I think a lot about building tools, especially software tools. My favorite way to think about tools is as a force multiplier of human effort. A better tool multiplies humanity’s effort and willpower by a higher factor to effect more change on the world in whatever direction we desire.
In my case, very often that direction of change is towards building even better tools. This is the magic tools building tools – it leads to a positive feedback loop, because we crank up our productivity multiplier and use it to make our tools ever more effective. It exponentially speeds up the rate at which we innovate both our tools and everywhere else in society.
But how exactly do we design better tools? What are the directions to which we should push the status quo of tools, to increase that force multiplier? I think the power of a tool is the product of three quantities: the new capabilities it grants to those who wield it, the extra motivation it brings to a task, and how much more accessible the tool makes a particular workflow.
The force-multiplying power of a tool = capabilities × motivation × access.
The capabilities of a tool are the atomic building blocks out of which every workflow for that tool is built. The capability of a pencil is mostly to make marks on paper. The capability of a calculator is to do arithmetic quickly. A note-taking app usually has the core capability of being able to store and recall information and sometimes search through that artificial memory programmatically. More recently, we’ve seen these apps gain a new capability: easily linking between different notes or ideas within the app.
The capabilities of a tool also determine what it cannot do. More importantly, I think the capabilities of tools we use every day limit our visibility into workflows and efficiency gains in work that are possible at all. It’s far more difficult to imagine new capabilities than to make existing capabilities better or faster.
An innovative tool can be powerful not because it brings some fundamentally new idea to the table, but because it motivates people to use it more, or use it in a better way.
For nearly five years before I started building my own information management tools, my main to-do list lived in an app called Todoist. Despite having tried many other methods and apps before, Todoist stuck with me because it gamified the process of checking things off my to-do list with a point system they called “karma”. Todoist was a useful tool because it motivated me to use it right.
Sometimes the motivational power of a good tool isn’t about adding extra tactics, but subtracting away points of friction. I’m always fascinated by tools that remove friction so dramatically that people start using it differently. GitHub made it effortless to share code online, and helped spawn a revolution in open source software. The iPhone made it dramatically easier to capture video anywhere, anytime and changed the role video played in culture. At Ideaflow, one of our goals is to make it so much easier to capture things you learn and notice throughout the day that you capture 10x more knowledge.
Increasing access sometimes goes by the more popular name democratization. There are many capabilities and tools that exist for years without really becoming accessible to a big enough slice of humanity to make a difference. These capabilities exist in sort of a “demo purgatory” phase. Ideas in the demo purgatory are technically possible, and may even be straightforward to build. But these capabilities stay in the demo phase because it’s challenging to package them up or deliver them to market in some commercially successful form.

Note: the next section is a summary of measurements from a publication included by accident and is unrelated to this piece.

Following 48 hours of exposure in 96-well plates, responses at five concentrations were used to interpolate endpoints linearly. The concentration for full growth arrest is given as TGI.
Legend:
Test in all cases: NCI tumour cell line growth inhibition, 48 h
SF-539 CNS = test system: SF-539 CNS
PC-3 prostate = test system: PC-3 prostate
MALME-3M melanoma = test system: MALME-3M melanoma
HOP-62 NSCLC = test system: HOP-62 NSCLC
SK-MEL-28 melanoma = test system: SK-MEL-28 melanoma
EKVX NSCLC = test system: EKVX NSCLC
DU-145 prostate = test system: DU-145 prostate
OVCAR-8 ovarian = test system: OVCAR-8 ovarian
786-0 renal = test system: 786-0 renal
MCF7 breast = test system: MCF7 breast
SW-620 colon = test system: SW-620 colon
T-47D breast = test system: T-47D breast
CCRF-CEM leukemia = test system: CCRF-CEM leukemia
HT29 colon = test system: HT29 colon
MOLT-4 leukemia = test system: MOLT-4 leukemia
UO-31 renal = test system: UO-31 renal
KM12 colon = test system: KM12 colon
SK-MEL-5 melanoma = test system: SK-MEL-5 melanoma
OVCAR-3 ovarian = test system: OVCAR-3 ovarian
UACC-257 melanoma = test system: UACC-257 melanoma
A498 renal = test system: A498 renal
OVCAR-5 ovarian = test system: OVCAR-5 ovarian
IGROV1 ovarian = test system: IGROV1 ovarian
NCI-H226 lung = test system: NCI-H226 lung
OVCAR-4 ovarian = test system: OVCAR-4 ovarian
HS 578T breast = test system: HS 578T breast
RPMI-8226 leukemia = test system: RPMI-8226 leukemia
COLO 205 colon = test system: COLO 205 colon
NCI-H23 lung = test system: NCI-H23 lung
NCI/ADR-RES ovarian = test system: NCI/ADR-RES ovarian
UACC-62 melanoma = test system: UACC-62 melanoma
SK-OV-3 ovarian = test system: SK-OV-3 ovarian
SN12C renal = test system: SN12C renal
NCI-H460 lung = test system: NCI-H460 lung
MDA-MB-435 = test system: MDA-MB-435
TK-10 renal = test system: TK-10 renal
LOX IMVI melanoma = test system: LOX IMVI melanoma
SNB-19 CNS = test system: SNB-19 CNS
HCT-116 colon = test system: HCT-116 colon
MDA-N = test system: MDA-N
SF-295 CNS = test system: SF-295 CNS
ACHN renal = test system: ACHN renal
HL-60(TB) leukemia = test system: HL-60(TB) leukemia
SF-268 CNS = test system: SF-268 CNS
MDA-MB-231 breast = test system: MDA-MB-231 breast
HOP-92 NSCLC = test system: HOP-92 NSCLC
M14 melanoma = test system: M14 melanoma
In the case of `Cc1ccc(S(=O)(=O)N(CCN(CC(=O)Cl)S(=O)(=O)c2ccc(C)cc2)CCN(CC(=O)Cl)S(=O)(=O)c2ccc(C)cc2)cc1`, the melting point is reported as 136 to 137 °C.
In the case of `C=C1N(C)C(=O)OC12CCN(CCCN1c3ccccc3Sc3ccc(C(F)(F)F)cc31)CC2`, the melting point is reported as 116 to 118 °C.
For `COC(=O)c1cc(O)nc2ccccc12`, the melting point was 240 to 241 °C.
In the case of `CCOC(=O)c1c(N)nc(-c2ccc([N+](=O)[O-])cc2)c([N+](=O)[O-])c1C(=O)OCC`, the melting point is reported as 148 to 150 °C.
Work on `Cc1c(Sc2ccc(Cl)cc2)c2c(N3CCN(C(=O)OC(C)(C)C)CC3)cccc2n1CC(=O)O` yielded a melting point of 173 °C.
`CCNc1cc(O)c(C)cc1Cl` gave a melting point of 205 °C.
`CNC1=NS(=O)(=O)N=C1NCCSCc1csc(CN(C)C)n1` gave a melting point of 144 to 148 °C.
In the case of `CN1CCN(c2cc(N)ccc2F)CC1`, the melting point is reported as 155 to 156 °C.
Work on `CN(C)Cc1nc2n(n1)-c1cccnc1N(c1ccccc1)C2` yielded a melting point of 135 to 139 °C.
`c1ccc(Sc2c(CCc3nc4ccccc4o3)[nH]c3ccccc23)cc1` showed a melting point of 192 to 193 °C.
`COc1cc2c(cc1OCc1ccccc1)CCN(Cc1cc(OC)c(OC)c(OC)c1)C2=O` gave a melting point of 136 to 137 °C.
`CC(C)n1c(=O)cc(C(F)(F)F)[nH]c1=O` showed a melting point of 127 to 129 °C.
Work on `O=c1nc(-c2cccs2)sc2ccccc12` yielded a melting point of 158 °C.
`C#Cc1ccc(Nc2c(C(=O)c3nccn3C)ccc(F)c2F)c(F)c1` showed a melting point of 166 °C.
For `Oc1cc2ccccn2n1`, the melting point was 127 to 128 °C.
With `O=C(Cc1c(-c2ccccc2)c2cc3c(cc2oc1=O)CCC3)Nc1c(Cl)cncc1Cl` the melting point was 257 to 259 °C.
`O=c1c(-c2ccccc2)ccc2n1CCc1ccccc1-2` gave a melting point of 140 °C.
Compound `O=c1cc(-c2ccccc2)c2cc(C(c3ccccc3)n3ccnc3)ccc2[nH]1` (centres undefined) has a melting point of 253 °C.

By making some tool with a new capability accessible to more people, we literally magnify the impact of that tool on society by its new scale of usage. Like motivation, access isn’t really about what the tool can do, so much as how many people take advantage of it in their life and work.
To increase the power of tools and technology in society, we can improve tools in any one of these axes: by imagining new capabilities, driving more motivation, or dramatically widening access.
In the last couple of decades, the overwhelming majority of effort and capital in the tool-making world has been poured into access and motivation, making it easier and more fulfilling to create and build. But by comparison, the fundamental capabilities of our digital tools – what a computer can do, what a note-taking app is capable of – have not moved much at all. There are some new interesting capabilities, for example that software can better understand natural and spoken language. But the dominant trend has not been that computers are more capable. Computers have simply gotten much more motivating and accessible as tools of creation, while the basic building blocks and metaphors we use for computing have stayed the same. The power equation of tools has become incredibly lopsided.
There is an optimistic perspective to this take, though. Now that we have this ubiquitous substrate of computers and software, any small new capability we give to computers and computer users is going to have an outsized impact on the force-amplifying power of computers as a tool. Given this potential, I think it’s worth re-investing our creative energy into imagining new capabilities for the tools that drive society: search engines, note-taking software, social networks, messaging infrastructure, and anything else that’s stagnated as the entire globe came to depend on them.
There is a saying that the future is already here; it’s just not evenly distrubted. I think in the present case of computers as tools, it’s the converse: the present is so evenly distributed now; we are in desperate need of some more future to distribute.
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